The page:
OMAHA, Neb. -- You won't hear any complaints from Virginia about TD Ameritrade Park. It seems this place was built for the Cavaliers, and they're happy to get to hang around a few more days.
Josh Sborz and two relievers turned in another dominating pitching performance Saturday, limiting Mississippi to six singles in a 4-1 victory that put Virginia in the College World Series Finals.
The Cavaliers have allowed two earned runs in 33 innings in winning their three CWS games for an 0.55 ERA. The CWS record for lowest ERA in a series, in a minimum four games, is 0.60 by California in 1957.
Virginia (52-14), in the CWS for the third time, will go to the championship round against Vanderbilt looking for its first national championship in baseball.
The Rebels (48-21) lost to Virginia for a second time in the CWS, ending their first trip to Omaha since 1972.
''They make it very hard on you,'' Ole Miss coach Mike Bianco said. ''Man, they're good. They can really pitch, hit and play defense -- an outstanding ballclub that deserved to win.''
Virginia, which had been batting .091 in the CWS with runners in scoring position, took a 3-1 lead in the fourth after loading the bases against Chris Ellis (10-3). Robbie Coman drove Ellis' 1-0 pitch into right field for two runs, and another came home on Branden Cogswell's squeeze bunt.
Joe McCarthy, who came to bat in the seventh 1-for-12 in the CWS, delivered an insurance run with a double deep into right center.
Sborz (6-4) threw 12 pitches on Friday before a heavy thunderstorm forced suspension of the game in the second inning. He was on the mound when play resumed and worked through the fifth inning.
Artie Lewicki took over to start the sixth, and closer Nick Howard worked the ninth for his 20th save.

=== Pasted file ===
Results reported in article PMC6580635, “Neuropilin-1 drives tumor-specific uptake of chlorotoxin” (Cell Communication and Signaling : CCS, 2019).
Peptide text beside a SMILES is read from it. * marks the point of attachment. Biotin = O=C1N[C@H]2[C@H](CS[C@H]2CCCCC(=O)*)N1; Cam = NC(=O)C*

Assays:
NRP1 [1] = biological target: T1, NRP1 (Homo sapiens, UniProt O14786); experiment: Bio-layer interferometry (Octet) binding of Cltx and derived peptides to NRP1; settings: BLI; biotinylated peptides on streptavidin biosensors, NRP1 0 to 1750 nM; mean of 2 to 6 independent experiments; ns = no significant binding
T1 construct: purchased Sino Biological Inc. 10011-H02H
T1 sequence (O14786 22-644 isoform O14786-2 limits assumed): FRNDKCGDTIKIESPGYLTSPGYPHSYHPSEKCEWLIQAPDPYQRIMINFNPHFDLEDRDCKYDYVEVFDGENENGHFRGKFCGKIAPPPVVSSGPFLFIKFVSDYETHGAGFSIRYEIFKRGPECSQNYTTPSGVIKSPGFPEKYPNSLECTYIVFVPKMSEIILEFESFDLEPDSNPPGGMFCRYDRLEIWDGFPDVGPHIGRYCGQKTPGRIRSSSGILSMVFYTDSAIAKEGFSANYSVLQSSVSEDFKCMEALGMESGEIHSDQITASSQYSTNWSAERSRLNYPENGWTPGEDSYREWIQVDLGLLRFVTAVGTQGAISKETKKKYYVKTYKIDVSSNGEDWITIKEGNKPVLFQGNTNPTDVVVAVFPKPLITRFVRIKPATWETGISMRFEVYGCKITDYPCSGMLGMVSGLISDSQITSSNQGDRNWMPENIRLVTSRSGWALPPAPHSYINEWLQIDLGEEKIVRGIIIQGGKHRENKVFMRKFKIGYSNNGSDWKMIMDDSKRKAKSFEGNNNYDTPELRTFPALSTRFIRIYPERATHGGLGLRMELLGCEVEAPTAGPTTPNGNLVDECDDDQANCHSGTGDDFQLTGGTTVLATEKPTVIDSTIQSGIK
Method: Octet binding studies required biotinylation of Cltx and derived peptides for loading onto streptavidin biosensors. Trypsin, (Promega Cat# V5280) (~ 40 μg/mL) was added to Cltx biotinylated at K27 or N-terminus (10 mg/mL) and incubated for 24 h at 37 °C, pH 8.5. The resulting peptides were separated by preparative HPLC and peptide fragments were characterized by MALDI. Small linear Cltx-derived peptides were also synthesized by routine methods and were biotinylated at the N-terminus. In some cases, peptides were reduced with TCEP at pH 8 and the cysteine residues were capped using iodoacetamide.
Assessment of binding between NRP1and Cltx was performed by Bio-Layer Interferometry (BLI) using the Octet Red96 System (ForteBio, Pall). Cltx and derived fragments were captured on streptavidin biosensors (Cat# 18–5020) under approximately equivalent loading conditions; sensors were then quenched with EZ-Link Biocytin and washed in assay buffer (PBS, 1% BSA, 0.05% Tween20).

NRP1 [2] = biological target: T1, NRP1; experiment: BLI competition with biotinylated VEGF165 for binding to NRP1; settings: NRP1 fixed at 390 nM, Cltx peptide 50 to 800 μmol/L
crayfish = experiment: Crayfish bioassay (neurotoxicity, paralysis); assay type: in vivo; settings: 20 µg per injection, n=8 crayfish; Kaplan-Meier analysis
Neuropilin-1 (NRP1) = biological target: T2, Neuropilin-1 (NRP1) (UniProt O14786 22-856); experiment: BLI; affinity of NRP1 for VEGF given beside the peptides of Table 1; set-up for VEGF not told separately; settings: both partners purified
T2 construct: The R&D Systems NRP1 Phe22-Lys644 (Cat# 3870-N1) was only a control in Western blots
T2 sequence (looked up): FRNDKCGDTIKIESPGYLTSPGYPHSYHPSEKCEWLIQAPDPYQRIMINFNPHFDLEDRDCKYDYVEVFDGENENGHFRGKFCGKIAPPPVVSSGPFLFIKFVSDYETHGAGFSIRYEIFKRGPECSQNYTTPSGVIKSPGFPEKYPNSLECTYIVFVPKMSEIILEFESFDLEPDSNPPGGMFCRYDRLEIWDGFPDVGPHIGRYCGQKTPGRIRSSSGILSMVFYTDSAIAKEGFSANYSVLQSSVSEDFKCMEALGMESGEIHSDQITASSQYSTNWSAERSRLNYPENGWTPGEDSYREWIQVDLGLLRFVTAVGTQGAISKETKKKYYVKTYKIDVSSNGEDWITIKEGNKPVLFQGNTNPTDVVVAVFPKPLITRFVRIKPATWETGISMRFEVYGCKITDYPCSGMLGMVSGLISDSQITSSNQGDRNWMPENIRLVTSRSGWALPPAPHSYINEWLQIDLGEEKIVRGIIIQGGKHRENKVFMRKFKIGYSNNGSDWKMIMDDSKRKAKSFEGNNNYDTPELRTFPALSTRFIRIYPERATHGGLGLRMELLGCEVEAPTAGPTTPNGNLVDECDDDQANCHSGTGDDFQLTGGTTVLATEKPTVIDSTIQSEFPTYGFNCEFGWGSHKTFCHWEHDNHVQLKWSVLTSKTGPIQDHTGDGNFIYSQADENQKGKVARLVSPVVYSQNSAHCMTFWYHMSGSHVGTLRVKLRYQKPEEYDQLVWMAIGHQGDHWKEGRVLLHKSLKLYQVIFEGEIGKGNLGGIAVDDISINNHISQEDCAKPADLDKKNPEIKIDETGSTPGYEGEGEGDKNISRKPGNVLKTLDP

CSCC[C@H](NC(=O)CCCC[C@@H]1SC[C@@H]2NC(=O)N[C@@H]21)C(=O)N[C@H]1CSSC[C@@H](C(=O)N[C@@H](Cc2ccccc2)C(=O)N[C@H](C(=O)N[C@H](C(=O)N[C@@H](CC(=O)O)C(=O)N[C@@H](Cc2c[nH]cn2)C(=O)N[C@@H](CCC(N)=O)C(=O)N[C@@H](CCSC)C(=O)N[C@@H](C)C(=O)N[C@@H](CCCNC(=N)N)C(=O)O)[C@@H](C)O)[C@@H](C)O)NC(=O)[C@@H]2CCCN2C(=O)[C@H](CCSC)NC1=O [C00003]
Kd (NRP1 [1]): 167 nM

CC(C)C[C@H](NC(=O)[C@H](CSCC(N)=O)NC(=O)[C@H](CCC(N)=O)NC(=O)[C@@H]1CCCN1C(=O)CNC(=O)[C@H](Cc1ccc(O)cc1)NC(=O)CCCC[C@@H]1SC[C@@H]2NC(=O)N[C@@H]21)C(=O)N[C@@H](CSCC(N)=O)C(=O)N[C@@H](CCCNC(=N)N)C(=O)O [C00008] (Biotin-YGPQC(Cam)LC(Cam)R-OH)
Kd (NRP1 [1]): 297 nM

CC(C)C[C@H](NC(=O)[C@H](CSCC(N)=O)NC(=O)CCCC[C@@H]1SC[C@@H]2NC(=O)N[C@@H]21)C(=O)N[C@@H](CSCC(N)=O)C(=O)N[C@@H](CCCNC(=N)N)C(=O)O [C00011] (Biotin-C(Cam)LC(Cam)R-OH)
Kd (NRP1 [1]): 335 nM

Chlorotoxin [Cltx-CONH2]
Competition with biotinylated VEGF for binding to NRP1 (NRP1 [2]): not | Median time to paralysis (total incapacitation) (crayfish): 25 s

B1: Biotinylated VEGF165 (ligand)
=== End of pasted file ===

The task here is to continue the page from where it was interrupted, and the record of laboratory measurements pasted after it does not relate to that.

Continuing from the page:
The Cavaliers stayed close after falling behind 1-0 thanks to some gritty work by Sborz in the third. Ole Miss loaded the bases on a single and two walks, but the threat ended when Sborz got Will Allen to line out to third.
''When he got out of those jams and started rolling a little bit, he pitched with a little more confidence, and when you're doing that with that kind of stuff, it's tough to hit,'' Allen said.
Sborz said a mound visit from pitching coach Karl Kuhn helped him refocus.
''What he told me was to just let them hit [my] stuff, basically, and just stop trying to miss bats,'' Sborz said. ''Right after that it kind of fell into place.''
Coman, who went 2-for-4, was in the lineup for the first time at the CWS, taking over for Nate Irving at catcher.
Irving had come to Omaha with three hits in his past 34 at-bats and hitless in his past 18, but he had come through offensively in Virginia's first two games. But Coman has been catching Sborz all season, and O'Connor stuck to that plan Saturday. Coman went 2-for-4 with the go-ahead hit an inning after he struck out looking with runners on the corner.
''Being the Saturday catcher really with Josh all year, I'm always ready to play each game,'' Coman said. ''It is Omaha, but once you get out there and you're in the moment, it calms you down a little bit and you back to play the game the way you've always played it.''